2. The System of the World — to hear the greatest physicist provide an argument that arose from his Christian faith and its doctrines concerning God as a Reasonable Being who made a reasonable world and made humans with the capacity to use their God-given reason to understand that order. In short, to realize Intelligent Design is compatible with science, whereas Atheism gives no foundation for Newton’s claims.

    3. Gulliver’s Travels. To learn that people who get so focused on studying one thing in their lives are prone to a myopia, like scientists studying nature who tend to think nature is all there is, and that it is the non-experts who know that their thoughts, feelings, minds, and loves are not so easily explained away as illusions as the myopic Yahoos are bound to inform them from on high.

    The Age of Reason. To learn that there is a relationship between freedom and rationalism. However, rationalism can also be used to enslave. And Paine misses the fact that Reason itself cannot give a Reason for Reason. That takes faith.

    The Wealth of Nations – To help us see that we do not have capitalism as Smith described it, but a corporatism that consolidates power and eliminates competition through our allowing businesses to be in bed with the government.

    The Art of War – To learn that killing human beings has become an art, and to greater appreciate the “Just War Theory” that arose from Judeo-Christian thinkers about war.

    The Prince – To learn that certain people will make justifications for lying in order to promote themselves or their cause. For this lesson in our current age, we can look to the deceptions of Dr. Tyson in his recent reboot of Cosmos, where it s implied Bruno was killed for his belief in heliocentrism when he was not, and where the fact that Mo Tze, the Chinese thinker he touts as a scientist, was a monotheist with a decidedly Christianlike worldview was conveniently omitted. Or that after telling us to go where the facts lead, cause that’s what science does, offers the multiverse theory, for which there is no scientific evidence whatsoever.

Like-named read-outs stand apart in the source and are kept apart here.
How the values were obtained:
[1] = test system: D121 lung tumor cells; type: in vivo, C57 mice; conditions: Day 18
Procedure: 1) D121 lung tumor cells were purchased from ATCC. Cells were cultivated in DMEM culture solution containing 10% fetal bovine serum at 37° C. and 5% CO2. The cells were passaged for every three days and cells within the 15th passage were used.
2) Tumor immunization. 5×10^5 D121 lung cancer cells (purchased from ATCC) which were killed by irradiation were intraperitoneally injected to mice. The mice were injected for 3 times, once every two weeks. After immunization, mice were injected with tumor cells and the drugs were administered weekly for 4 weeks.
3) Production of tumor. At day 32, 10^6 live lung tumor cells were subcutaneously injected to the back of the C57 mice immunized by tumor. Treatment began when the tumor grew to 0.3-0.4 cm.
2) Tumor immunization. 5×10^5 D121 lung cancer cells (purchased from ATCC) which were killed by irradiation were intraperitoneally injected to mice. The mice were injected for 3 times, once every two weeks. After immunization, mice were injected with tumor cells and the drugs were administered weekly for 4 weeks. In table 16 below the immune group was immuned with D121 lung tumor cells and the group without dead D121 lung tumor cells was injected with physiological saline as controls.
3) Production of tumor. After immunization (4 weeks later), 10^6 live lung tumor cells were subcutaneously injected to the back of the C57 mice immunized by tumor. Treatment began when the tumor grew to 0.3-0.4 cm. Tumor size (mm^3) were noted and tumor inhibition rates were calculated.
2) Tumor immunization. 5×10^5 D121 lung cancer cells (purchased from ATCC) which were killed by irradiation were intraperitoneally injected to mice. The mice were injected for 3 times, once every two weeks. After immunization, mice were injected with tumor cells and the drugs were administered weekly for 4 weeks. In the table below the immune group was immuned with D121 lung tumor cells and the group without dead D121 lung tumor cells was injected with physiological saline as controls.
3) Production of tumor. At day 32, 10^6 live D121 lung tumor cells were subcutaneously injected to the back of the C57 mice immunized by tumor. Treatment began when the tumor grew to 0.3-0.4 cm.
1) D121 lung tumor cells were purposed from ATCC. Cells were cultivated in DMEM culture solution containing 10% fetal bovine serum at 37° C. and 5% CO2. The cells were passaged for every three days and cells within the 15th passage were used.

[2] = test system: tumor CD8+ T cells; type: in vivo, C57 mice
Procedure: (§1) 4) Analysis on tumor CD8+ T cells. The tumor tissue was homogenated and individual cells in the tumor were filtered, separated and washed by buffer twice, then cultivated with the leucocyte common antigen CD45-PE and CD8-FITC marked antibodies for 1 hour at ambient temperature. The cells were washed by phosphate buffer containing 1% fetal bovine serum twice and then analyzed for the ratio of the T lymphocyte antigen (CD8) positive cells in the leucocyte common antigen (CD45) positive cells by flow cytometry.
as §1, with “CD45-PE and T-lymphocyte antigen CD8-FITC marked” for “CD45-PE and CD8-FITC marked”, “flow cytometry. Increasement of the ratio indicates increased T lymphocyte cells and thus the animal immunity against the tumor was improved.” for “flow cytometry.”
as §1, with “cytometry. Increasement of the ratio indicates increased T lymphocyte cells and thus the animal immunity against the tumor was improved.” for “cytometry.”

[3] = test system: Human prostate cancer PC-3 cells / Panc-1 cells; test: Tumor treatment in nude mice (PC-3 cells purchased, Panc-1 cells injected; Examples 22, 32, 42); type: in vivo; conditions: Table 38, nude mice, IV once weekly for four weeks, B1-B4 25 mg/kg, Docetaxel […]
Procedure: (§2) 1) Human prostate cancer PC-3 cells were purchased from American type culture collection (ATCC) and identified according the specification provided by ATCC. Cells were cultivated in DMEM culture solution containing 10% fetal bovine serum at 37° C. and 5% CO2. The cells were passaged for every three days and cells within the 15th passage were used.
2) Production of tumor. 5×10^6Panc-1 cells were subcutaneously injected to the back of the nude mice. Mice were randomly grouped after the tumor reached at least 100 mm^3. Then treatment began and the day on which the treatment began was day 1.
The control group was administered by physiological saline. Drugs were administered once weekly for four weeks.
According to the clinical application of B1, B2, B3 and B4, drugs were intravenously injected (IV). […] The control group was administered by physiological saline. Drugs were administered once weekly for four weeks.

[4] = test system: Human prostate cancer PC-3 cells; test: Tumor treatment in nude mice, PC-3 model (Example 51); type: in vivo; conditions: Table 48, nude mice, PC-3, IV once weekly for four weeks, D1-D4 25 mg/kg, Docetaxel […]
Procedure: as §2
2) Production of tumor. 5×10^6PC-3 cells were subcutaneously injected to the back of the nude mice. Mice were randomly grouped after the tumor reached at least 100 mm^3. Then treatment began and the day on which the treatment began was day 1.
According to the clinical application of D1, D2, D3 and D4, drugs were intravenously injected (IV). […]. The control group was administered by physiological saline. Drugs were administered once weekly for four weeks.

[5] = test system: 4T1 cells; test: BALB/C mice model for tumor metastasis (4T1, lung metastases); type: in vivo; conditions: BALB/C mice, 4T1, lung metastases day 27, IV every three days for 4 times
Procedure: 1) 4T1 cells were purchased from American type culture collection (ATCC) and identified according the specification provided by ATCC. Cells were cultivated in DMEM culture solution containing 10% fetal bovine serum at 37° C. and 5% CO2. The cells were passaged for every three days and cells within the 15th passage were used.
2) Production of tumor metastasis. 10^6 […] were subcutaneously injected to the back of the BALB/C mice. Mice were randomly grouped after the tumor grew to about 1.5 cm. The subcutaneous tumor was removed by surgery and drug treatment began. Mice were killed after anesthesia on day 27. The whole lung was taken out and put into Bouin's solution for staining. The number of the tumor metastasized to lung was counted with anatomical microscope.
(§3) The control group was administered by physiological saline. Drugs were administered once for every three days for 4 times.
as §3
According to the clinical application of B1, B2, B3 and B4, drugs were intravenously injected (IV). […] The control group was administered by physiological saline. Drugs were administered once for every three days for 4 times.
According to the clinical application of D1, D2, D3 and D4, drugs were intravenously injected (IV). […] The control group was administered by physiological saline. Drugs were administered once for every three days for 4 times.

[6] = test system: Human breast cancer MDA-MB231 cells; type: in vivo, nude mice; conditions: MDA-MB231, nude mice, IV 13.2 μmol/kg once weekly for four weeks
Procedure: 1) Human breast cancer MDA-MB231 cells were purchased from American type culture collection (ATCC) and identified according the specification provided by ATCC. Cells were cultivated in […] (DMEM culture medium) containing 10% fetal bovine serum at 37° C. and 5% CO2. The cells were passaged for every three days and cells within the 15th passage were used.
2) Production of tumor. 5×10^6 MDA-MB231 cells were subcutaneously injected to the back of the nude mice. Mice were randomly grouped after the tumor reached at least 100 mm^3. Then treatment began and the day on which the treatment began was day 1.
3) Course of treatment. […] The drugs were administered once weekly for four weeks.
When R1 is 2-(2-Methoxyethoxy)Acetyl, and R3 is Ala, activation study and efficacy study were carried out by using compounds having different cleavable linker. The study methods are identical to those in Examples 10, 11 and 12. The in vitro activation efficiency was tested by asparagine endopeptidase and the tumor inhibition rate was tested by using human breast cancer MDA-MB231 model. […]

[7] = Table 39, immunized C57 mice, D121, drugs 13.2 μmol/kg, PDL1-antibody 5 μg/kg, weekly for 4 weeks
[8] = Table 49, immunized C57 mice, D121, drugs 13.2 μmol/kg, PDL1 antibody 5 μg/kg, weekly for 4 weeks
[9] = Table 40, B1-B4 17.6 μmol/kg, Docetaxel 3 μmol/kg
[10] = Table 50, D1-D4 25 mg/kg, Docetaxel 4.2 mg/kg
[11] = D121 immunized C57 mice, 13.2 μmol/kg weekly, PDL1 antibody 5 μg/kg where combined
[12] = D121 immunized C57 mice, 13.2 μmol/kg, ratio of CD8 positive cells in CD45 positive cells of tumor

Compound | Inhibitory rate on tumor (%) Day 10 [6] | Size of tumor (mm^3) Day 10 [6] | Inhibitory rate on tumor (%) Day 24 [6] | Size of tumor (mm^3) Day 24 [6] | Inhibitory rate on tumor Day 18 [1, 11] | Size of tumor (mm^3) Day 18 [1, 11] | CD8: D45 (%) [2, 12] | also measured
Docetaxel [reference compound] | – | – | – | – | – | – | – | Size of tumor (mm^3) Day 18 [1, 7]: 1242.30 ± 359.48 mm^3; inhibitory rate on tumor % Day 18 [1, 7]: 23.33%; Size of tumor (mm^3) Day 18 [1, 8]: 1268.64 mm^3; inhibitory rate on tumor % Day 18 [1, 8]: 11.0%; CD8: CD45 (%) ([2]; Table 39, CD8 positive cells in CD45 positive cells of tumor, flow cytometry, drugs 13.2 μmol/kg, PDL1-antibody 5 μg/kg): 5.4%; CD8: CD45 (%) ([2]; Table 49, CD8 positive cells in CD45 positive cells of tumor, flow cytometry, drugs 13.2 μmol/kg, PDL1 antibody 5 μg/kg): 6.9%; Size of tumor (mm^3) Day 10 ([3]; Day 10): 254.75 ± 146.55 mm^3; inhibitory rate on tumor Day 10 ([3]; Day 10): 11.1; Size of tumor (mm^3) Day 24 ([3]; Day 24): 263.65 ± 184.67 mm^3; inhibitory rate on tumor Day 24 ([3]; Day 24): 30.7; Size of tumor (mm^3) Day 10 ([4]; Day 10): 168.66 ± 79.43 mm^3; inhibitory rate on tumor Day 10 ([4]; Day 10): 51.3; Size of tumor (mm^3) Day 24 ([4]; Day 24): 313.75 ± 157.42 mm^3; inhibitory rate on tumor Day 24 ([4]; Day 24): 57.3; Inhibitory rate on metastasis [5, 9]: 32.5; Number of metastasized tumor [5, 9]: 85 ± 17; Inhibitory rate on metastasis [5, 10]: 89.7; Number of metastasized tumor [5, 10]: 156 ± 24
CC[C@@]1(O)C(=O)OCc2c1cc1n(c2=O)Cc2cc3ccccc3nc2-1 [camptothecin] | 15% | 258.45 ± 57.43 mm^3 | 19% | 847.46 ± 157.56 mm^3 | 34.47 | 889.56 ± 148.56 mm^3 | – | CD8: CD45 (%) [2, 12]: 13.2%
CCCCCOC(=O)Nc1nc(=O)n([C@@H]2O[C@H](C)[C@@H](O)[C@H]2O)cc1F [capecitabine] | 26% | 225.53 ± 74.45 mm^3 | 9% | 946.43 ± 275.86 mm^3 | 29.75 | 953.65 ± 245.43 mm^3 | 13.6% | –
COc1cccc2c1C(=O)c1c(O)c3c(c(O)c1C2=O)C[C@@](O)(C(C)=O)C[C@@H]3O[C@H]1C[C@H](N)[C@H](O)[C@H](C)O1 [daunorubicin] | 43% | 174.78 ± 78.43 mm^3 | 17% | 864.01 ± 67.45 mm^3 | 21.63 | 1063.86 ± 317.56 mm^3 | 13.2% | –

Dr. Tyson is in need of a book list as well, however, as he has clearly read all the above, however poorly. Here then is a list for Dr. Tyson:

    1, Where the Conflict Really Lies–Alvin Plantinga
    2. The Genesis of Science–James Hannam
    3. The Unofficial Guide to Cosmos: Fact and Fiction in Neil DeGrasse Tyson’s Landmark Science Series

    4. Orthodoxy –G. K. Chesterton (especially the chapter called “The Ethics of Elfland” which shows the limitations of science.

    5. The Summa Theologica–Thomas Aquinas

    6. Signature in the Cell and Darwin’s Doubt –Stephen C. Meyer

    7. On the Bible–Walt Whitman

    8. Lyrical Ballads — Coleridge and Wordsworth ( as a cure for scientism’s myopia )

    Whitman’s essay is short, and not a Christian viewpoint of the Bible, but it shows how silly it is to be so dismissive of it.